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Articles & Tips > Maintaining Your Mental Momentum On Training Runs

If you're anything like me, it's a dramatic understatement to say that training for a half or a full marathon can be difficult at times. Often, especially during longer training runs, I find myself counting distances or time segments like I'm counting sheep. And when it rains or is anywhere close to being cold outside, it's easy to find an excuse to end your run early, especially if you're feeling the pain of an 8, 10, or 12-mile long run.

That's why it always helps to have some tricks up your sleeve to help get you through the long runs. For me, it's important to establish a set of "mental rewards" for finishing my long runs, a little prize if you will for getting through the back stretches of a training run.

Bear in mind that these are tips for beginners, but can help just about anyone who's training for a half, whether you're an experienced runner or not. In that spirit, here's a few of the tips I practice that may help you as you're training for your upcoming race:

Segmenting Your Time

If you're like me during the cold winter months, it's hard to want to get outside for a training run, even if it's your weekly long run. I find myself stopping off at my gym for treadmill runs to mark off my weekday runs, a task that can easily become boring without some sort of stimulation like a TV or music.

So I block of my time in segments of 10 minutes – assuming a 10-minute mile or faster, I gauge that every ten minutes equals one mile, and by listening to 2 or 3 songs and marking that I'm half-way or two-thirds of the way through my run, I'm that much closer to the finish line. It can even be the music I listen to – the first side of "The Joshua Tree" is an easy way for me to mark off the first few miles mentally.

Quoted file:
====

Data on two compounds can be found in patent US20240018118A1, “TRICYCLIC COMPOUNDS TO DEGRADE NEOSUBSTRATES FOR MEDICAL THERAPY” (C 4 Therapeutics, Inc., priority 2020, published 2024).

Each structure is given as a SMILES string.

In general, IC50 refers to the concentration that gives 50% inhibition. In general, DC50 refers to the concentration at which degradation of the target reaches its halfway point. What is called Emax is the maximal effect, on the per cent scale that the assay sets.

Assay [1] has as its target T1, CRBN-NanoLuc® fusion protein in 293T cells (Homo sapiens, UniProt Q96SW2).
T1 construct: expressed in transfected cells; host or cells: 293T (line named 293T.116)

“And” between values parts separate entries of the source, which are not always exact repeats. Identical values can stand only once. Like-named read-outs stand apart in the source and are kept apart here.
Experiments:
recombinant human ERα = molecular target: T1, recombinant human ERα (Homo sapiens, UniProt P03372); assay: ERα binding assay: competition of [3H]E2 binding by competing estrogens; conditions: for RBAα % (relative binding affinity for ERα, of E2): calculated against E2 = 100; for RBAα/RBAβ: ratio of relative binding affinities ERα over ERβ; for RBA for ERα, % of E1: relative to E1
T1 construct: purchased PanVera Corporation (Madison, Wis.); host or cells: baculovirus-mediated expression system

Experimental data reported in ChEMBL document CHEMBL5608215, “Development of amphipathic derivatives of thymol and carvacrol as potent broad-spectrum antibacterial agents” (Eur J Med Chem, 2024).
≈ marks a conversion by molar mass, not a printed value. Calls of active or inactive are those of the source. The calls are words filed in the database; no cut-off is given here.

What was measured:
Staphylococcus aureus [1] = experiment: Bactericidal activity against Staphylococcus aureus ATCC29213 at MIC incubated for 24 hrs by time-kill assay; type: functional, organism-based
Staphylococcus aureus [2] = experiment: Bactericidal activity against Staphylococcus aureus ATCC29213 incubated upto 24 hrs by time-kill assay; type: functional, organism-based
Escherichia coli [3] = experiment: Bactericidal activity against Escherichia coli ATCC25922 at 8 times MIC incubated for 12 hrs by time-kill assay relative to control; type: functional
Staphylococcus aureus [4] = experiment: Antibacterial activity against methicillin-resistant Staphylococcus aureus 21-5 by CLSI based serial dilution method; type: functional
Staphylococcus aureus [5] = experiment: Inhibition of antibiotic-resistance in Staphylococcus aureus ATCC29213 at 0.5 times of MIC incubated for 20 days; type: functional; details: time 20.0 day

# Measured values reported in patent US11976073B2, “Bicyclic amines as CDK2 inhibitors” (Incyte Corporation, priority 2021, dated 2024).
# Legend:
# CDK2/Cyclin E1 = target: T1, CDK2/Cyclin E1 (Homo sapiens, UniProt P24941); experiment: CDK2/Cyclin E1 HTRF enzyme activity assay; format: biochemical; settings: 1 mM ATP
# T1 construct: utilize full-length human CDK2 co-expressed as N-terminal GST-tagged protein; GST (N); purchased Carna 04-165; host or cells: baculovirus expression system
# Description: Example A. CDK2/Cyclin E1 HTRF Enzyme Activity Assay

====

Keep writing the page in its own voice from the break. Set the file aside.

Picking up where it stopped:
Water Breaks

Placing water breaks at the quarter-length, half-way point and three-quarter-length portions of your training run is also an excellent way to give yourself a small reward (a water break!) and to mark off your distance. This works well when you're training with a group outdoors, especially when you're doing an out-and-back run over a considerable distance.

Be careful to drink enough, but also not to drink too much water during your training runs – you want your body to become accustomed to the amount of water and nutrients you'll be putting into it during the race. So, try to do the same thing with each training run so your body won't be "surprised" come race day.

Create an iPod Playlist

One of the great things about the day and age we live in, as shameless a plug as this may sound, is the mp3 player. I can't tell you how much it's helped my ability to stay pumped up during my runs, especially when I have just the right music to help keep me energized while I run. Putting it on shuffle, however, can easily bring up the theme song from some old TV show I have saved.

That's why it's a great idea to create a playlist of your favorite running songs with energizing songs in the later tracks of the list, to give you a boost when you need it most in the second half of your run.

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